This served as a quick and simple introduction to Go’s gameplay loop: You go outside, catch Pokémon, catch the same Pokémon again, and again, until you make that species the strongest it can be.

And in the beginning, the excitement of seeing Pokémon who'd been absent from the main series since the 3DS was enough to keep this interesting: "Pikipek? I haven’t seen you since 2017!"

By the time of Go’s seventh anniversary, I’d caught and transferred a dozen or so Switch-excluded Pokémon over to Home, and had registered a total of 603 different species in the PokéDex. A year later and of my 2,807 captures in Go (including many, many repeats), 281 led to new entries in my PokéDex. That's almost exactly 10%.

Comparing this to my catches in Switch Pokémon games, I’ve registered 262 species from Violet, 242 from Legends: Arceus, and fewer from elsewhere, to a total of 952 different species. This makes Go accountable for the largest share of entries of any Pokémon game I’ve played.

And even if Go doesn’t feature all 1025 Pokémon species currently in existence, it still has more than any other single game and its contribution to my PokéDex embodies its core appeal for me - filling in over a quarter of all possible entries without paying a premium for another console game or the latest batch of DLC.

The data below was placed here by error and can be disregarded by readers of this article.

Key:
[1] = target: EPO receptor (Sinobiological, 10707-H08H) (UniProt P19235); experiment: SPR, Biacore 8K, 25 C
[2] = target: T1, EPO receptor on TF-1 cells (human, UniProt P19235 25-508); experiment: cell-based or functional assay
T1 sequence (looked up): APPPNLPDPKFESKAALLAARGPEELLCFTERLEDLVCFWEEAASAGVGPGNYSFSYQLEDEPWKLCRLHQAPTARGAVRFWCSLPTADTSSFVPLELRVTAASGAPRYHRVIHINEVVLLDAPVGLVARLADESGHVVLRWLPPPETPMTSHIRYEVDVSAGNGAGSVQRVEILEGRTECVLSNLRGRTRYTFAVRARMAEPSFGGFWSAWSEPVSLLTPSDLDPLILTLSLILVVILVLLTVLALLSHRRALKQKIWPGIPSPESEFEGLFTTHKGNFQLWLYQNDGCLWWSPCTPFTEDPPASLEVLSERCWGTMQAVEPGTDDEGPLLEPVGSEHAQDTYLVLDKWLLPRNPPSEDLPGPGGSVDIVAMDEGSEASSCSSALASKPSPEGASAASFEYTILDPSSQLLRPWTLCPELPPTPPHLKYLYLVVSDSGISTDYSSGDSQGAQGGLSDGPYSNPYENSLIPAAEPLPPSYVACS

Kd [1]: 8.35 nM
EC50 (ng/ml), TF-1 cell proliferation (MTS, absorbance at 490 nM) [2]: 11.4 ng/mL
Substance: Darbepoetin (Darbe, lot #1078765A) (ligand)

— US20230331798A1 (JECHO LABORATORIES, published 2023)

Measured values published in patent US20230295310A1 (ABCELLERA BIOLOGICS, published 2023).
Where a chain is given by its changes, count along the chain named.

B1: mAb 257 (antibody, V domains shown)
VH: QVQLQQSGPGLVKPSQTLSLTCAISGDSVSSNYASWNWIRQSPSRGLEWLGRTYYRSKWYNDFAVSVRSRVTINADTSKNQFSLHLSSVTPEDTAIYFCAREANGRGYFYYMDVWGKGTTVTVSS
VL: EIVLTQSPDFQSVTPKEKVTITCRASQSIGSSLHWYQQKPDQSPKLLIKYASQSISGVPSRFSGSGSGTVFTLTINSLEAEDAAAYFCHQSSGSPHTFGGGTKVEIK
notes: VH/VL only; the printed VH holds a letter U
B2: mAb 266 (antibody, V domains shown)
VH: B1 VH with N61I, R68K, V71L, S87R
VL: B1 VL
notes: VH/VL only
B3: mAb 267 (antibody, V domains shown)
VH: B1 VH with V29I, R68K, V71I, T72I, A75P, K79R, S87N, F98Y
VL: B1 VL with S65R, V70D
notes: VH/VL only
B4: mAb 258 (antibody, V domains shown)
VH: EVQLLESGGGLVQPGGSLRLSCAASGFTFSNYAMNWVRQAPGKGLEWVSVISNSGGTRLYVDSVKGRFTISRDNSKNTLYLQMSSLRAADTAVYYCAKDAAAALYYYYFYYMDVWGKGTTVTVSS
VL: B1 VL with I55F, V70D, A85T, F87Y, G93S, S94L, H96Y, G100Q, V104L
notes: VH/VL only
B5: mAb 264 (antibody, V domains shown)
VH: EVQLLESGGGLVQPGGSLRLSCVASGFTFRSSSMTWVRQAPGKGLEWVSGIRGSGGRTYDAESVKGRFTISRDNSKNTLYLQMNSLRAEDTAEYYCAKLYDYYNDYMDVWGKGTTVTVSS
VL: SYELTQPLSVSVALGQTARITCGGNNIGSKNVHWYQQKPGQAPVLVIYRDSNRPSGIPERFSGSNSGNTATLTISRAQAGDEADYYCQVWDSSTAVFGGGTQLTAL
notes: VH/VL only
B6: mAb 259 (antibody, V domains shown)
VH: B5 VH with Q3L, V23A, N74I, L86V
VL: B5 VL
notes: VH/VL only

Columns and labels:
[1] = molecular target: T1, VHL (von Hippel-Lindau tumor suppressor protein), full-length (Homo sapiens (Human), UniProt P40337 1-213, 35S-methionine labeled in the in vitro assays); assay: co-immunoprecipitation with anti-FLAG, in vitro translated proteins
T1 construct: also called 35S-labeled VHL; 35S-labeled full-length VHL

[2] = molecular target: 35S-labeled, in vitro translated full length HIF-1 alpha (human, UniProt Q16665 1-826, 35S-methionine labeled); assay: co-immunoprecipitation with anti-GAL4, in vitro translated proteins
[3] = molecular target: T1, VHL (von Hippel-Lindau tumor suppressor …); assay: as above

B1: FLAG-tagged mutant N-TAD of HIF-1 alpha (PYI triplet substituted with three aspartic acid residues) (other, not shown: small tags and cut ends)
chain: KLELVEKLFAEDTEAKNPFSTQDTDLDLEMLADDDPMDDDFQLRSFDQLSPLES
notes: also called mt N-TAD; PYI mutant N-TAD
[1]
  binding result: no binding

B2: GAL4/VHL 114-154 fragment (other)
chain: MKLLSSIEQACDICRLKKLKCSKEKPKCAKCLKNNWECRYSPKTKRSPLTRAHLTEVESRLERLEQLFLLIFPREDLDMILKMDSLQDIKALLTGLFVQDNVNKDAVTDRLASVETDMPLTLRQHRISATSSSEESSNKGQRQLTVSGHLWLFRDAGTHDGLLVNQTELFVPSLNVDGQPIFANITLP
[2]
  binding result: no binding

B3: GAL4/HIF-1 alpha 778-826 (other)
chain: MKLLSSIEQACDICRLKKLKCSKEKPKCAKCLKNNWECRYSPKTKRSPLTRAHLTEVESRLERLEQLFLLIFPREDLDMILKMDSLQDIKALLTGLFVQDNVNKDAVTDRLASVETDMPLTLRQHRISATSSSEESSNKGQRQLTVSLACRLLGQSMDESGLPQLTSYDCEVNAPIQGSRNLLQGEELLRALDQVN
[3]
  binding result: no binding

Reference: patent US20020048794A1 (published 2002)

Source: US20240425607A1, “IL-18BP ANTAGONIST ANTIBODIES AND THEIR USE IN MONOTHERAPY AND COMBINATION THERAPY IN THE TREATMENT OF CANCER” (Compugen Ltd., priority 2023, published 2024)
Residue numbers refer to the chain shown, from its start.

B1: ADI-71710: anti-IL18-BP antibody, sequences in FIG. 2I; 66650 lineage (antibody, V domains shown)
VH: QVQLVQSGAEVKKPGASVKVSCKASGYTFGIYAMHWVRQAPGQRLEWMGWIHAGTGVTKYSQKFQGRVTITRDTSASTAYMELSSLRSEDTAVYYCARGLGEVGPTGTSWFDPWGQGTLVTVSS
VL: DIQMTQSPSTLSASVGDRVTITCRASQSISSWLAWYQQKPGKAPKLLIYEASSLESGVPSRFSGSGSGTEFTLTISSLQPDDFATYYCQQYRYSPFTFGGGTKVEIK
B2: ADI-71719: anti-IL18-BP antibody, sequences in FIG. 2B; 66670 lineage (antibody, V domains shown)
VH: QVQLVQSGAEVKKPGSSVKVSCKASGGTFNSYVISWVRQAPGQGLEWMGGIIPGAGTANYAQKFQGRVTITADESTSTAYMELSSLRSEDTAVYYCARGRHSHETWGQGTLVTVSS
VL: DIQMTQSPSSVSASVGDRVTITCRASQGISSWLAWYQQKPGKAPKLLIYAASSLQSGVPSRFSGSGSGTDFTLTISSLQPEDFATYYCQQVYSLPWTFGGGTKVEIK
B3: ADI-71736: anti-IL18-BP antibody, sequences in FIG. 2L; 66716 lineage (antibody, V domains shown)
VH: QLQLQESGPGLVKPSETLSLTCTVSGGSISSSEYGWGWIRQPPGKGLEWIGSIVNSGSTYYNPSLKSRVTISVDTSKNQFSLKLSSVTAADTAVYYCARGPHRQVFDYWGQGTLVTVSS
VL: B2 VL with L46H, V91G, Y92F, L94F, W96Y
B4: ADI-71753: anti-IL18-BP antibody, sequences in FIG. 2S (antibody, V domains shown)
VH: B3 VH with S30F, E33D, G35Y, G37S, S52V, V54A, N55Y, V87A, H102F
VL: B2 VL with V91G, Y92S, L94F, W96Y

Best of all, most Pokémon caught in Go can be transferred to the Switch games via Home, suddenly making that pocket-sized pal you found in the park size up on the big screen. I suppose that makes me more of a Go collector than player, treating the title as more of a companion app than its own game.

365 days and counting

Jumping into Pokémon Go seven years after the fact certainly imposed some self-afflicted difficulty when it came to battling, especially in a rural area - a complaint shared by many players that Niantic seems to have overlooked throughout the years.

Raids are Go’s main source of rare, powerful Pokémon, but starting as a Level 1 trainer in 2023 left a lot to be desired when facing off against five-star Legendary Pokémon. Plainly, they just weren’t possible to beat, effectively locking me and many novice players out of what’s often Go’s most exciting new content - unless you’ve got a local friend who's already invested years into the game.